Sep 7, 2011

Alexis de Tocqueville’s "De La Democratie en Amerique (Democracy in America)"

I read Alexis de Tocqueville's "De La Democratie en Amerique (Democracy in America)" (not in French original but in Japanese translation) during my trip to the US.

De Tocqueville was a politician and a historian in the French Revolution. He took a journey to the U.S. before the Civil War and wrote this book, which was published in 1835.

It's really interesting and worth reading even nowadays because de Tocqueville was quite insightful, of course; but there are three other important reasons.

The first reason is the era when Tocqueville studied the U.S.

Of course the U.S. have changed significantly in the past 175 years. He wrote that the federation and the president didn't have much power in the U.S and pointed out the possibility of breakup of the federation. In fact the U.S. divided at the Civil War.

But after Lincoln reunited the U.S., the power and the authority of the president became more stable. Franklin Roosevelt expanded the authority of the president and the federal government through New Deal Program and World War II.

But the principles of American democracy have remained unchanged since the age of the American Revolutionary War. Now the American governmental organizations have become so complicated that it's more difficult for us to see the principles of American democracy than the age of Tocqueville. We can understand the principles of the American democracy more clearly through its primordial form, which de Tocqueville described in his book.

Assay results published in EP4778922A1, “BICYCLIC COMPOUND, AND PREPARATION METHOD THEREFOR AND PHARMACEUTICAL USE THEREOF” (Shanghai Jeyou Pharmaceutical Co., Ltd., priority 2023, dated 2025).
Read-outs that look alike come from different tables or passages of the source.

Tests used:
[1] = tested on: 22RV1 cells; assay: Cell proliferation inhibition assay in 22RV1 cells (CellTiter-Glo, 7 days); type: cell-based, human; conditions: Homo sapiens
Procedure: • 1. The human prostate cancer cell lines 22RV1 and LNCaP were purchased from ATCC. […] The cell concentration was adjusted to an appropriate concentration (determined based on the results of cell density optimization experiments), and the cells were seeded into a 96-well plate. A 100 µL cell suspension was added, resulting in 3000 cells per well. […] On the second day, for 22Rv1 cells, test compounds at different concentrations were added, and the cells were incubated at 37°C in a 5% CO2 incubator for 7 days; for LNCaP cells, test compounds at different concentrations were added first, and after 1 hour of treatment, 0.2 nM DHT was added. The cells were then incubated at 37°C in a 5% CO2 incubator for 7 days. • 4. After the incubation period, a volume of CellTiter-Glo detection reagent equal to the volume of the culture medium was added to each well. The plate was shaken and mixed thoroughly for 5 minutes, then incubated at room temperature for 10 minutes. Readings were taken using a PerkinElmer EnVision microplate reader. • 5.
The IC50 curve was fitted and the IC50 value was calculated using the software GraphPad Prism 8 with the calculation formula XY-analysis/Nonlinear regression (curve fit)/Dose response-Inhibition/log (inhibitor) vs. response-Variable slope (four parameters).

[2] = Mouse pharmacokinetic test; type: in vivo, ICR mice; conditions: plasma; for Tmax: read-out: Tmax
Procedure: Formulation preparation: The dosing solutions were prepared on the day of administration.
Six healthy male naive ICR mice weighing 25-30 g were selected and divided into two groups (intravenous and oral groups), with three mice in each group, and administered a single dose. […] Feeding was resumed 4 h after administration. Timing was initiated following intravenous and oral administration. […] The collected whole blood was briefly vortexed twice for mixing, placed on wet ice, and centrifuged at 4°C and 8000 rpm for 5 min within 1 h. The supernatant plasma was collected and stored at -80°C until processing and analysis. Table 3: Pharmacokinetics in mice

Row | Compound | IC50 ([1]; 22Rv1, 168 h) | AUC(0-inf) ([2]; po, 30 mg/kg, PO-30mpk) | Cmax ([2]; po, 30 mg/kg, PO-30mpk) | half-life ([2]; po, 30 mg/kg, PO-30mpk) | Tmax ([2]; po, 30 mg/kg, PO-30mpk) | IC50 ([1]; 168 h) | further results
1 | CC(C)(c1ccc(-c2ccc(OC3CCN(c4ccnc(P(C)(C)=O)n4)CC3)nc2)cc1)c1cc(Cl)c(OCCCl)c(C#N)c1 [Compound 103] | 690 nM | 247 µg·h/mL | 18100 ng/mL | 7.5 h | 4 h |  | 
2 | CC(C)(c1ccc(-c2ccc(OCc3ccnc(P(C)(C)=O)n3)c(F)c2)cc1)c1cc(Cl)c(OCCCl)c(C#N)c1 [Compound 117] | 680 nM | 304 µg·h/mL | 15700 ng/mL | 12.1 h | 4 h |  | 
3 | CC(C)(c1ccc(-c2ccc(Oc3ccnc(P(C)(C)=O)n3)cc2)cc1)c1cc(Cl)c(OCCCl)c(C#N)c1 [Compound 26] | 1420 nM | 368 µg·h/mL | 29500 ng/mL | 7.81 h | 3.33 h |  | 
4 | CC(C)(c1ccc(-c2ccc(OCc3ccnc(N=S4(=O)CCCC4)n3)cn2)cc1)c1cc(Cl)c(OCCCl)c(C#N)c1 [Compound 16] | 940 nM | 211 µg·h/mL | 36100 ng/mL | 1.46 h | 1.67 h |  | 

The second reason is that de Tocqueville observed American democracy objectively.

He didn't completely agree with American democracy and often criticized it. American people believe in the principles of their own democracy, even if the actual government isn't perfect. They think that they are universal and ideal, but de Tocqueville thought that it was quite unique. I completely agree with de Tocqueville and I think that many people all over the world other than Americans might agree with us.

Since American people believe in only their own democracy, they can't imagine that there could be other ways of democracy. They can't find the preconditions that their democracy is based on and compare the advantages and disadvantages of other "democracies".

They think that they should spread "American" democracy throughout the world, but they have failed in many countries such as Iraq and Afghanistan, because they ignored the precondition of "American" democracy.

After World War II the U.S. army occupied Japan for seven years and they restructured the Japanese government. Japanese government had became far more democratic before World War II but after Japan gained independence again "American" democracy became to be "Japanized". (I'd like to write about the "Japanization" of "American" democracy in this weblog.)

The third reason is that de Tocqueville also objectively observed "democracy" itself.

As I wrote, American people living in "American" democracy can't observe their own democracy objectively. In a similar way we, living in democratic countries, can't observe "democracy" itself objectively.

But de Tocqueville, living in the age of French revolution, experienced both of the revolution to democracy and the retroaction to monarchy. He supported democracy but he found the disadvantages of democracy and the advantages of monarchy.

I studied cultural anthropology at the university. Anthropologists, who observe other societies, get not only the knowledge of these societies but also an objective views of their own societies. When we read "De La Democratie en Amerique (Democracy in America)", we can observe our "democracy" objectively.

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